For those that may not know, Xenoblade Chronicles is maybe the most sought-after Wii game in existence. At first, all indicators from Nintendo of America was that it was originally most likely never going to come to North America. What followed was a huge fan-driven grassroots movement called Operation Rainfall that demanded Nintendo of America release the game here. Xenoblade Chronicles is a critically acclaimed game that some have called the best RPG to be on a Nintendo system in 15 years, so the frustration from Wii owners was very understandable (I was among them). Surprisingly, it actually worked. Nintendo released the game here, but in limited supply. But the catch was, because of an exclusivity deal, the only place you could buy it was at GameStop. Now, because of the game’s limited supply, new copies of Xenoblade Chronicles are impossible to find, leaving RPG lovers no choice but to search Ebay and Amazon for used copies that are going for very high prices. Now, GameStop is claiming they miraculously found some more used copies of the game somewhere and are charging equally high prices. Funny that.
As a former GameStop employee, I can tell you with almost complete certainty that this is shady. The standard price of a new Wii game is $50, not $90 or more. GameStop knows this and apparently have not been oblivious to the high market value of the game, which is solely driven by the fact that they, being the exclusive retailer of the game, have not provided any additional supply to drive the cost of the game down to something reasonable. Why charge $50 for a new game when you can charge $90 or more for a “used copy”?
GameStop wins, the gamers lose. POWER TO THE PLAYERS!
GameStop is charging a whopping $90 for used copies of a Wii game—and it’s leading some fans to voice some serious suspicions about how it got back in stock.
Xenoblade Chronicles, a Nintendo-published RPG that came out for the Wii in April of 2012, has become something of a collector’s item for several reasons: only a limited number of copies were printed, for one, and the game was only sold through GameStop and Nintendo’s online store. Copies of the game have proven tough to snag, and although it originally sold for $50, hawkers are getting much more on used game marketplaces like eBay.
And then there’s GameStop, which sells pre-owned copies of Xenoblade for $89.99. It’s the most expensive used game they’ve got, not counting bundles.
As of a few weeks ago, however, buying Xenoblade from GameStop was just a pipe dream; the game was impossible to find. But GameStop recently restocked their stores with nothing but pre-owned copies of the game, according to their website and multiple stores. Their supply has increased in some way over the past couple of weeks—as of July 31, you couldn’t buy either new or used copies of Xenoblade online, yet today, the new option has been removed, and pre-owned copies are in stock.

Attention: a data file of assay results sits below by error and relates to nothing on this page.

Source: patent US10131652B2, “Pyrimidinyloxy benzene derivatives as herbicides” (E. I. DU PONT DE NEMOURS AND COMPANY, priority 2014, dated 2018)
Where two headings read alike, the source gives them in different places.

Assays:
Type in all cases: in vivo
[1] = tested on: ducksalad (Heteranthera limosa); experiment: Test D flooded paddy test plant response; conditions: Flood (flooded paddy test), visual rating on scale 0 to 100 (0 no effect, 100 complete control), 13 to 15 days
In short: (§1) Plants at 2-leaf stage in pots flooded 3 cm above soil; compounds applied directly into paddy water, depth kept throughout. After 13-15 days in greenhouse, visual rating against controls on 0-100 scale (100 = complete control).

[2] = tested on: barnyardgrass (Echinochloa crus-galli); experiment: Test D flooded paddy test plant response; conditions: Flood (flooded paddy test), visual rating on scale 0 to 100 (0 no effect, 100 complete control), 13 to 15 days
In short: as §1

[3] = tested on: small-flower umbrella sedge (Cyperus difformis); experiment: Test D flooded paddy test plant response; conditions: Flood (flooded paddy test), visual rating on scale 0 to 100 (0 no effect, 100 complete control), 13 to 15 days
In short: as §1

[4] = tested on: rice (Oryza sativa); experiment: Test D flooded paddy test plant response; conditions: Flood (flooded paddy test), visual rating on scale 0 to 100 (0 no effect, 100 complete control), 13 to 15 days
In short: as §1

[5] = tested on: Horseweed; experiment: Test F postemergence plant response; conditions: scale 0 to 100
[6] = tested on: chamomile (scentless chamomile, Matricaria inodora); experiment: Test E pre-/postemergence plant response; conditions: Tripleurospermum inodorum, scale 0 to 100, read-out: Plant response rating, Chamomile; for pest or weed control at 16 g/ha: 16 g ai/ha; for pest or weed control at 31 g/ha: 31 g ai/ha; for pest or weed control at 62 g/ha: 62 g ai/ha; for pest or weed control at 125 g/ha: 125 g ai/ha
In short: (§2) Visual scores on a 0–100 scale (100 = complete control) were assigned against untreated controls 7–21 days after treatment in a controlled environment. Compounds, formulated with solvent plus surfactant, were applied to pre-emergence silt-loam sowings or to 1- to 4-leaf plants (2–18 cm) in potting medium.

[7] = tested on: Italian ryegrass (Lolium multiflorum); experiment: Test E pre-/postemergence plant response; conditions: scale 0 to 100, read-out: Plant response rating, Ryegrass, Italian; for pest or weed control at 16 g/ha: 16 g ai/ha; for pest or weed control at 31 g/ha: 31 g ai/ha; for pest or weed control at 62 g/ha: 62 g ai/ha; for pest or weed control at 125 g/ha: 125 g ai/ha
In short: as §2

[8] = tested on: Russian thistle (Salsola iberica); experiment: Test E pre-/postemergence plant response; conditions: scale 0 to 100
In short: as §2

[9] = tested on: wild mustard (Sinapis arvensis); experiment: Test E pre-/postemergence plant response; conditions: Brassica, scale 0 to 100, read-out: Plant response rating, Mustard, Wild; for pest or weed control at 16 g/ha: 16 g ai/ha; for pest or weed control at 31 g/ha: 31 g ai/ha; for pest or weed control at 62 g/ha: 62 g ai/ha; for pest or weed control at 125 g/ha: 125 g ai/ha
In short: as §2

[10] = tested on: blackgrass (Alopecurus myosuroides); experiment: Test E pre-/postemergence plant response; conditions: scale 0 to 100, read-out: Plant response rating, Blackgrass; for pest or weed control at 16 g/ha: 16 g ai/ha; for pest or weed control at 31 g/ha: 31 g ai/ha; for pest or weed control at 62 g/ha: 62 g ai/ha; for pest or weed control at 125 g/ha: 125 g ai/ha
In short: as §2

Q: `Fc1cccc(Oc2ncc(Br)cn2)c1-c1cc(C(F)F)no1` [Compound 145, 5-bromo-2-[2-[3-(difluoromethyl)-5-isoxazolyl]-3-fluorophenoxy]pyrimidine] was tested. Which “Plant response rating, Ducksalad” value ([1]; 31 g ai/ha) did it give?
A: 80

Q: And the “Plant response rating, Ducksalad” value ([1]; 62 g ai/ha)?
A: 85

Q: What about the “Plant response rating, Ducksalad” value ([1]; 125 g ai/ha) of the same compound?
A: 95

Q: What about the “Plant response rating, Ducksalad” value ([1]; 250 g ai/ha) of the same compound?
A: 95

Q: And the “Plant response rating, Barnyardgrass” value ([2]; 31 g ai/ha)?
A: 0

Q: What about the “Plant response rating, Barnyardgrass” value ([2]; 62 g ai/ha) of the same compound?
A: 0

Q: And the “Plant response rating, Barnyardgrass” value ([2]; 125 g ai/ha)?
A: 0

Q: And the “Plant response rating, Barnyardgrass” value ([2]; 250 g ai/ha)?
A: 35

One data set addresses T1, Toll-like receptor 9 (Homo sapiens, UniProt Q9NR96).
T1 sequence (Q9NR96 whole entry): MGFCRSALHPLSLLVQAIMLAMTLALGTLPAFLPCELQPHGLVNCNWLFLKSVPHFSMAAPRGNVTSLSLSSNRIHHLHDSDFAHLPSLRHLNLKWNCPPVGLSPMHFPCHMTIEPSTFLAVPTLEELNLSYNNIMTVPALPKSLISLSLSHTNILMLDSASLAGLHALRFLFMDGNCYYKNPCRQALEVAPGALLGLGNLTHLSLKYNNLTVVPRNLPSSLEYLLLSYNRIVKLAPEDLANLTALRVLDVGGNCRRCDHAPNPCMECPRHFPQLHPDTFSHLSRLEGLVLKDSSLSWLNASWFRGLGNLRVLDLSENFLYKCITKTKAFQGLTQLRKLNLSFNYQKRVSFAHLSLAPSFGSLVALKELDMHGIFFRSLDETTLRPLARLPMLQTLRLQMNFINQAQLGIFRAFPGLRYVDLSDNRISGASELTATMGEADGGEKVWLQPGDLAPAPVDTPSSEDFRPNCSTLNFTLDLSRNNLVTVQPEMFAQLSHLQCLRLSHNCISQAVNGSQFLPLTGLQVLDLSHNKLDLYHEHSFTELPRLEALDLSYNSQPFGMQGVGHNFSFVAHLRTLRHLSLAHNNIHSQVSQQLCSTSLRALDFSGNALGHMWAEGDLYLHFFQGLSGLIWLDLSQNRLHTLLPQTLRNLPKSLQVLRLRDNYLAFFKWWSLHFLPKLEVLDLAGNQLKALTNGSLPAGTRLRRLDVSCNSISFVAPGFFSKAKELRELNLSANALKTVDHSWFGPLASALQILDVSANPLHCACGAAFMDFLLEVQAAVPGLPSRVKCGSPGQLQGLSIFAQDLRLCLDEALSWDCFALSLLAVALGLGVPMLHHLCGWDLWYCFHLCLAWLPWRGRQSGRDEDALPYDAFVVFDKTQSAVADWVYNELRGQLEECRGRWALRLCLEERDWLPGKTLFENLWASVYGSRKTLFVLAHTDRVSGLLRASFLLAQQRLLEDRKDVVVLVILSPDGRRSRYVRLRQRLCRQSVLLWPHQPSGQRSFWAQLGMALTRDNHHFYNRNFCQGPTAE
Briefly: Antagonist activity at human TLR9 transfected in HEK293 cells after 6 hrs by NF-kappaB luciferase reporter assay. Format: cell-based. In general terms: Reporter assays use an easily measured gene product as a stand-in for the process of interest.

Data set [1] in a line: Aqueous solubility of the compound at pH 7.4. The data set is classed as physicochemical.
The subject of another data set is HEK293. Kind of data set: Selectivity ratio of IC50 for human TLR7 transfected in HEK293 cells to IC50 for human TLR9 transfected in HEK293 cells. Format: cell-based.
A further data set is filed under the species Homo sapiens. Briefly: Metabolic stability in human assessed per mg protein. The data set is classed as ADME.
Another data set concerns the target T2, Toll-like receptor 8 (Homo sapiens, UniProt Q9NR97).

I called a bunch of NYC GameStops this morning, and employees at three stores told me that within the past two weeks they received new shipments of used Xenoblades, which they’d happily sell me for $90.
One GameStop source tells us the retailer printed a few thousand copies of the game with no shrink wrap in order to restock their inventory, then labeled them as pre-owned. Reached for comment, a GameStop rep told us they’re looking into it. We’ll update when they get back to us.
This is ridiculous. It’d be one thing to sell a game for $90 because it’s very rare, but when GameStop is the only retailer with access to inventory, and when that inventory has suddenly been restocked, this sort of price inflation is obscene.
Xenoblade is also now heavily promoted on GameStop’s website, and the product listing has been updated with all sorts of new info about the game’s characters and features.
One Texas-based Kotaku reader said GameStops in his area have also recently received shipments of Xenoblade, and that he bought one this weekend. He says the condition is just like new, and that the included Club Nintendo code was unused.
People on message boards like NeoGAF are reporting similar stories, saying their local GameStops have suddenly received pre-owned copies of the game, and that they feel new. Many also say the included Club Nintendo codes were unused.
Since GameStop is the only retailer to sell this game—it’s no longer available in the Nintendo Store—they can control the supply, and price accordingly.
We reached out to Nintendo for comment early this morning, but they haven’t gotten back to us. We’ll update if they do.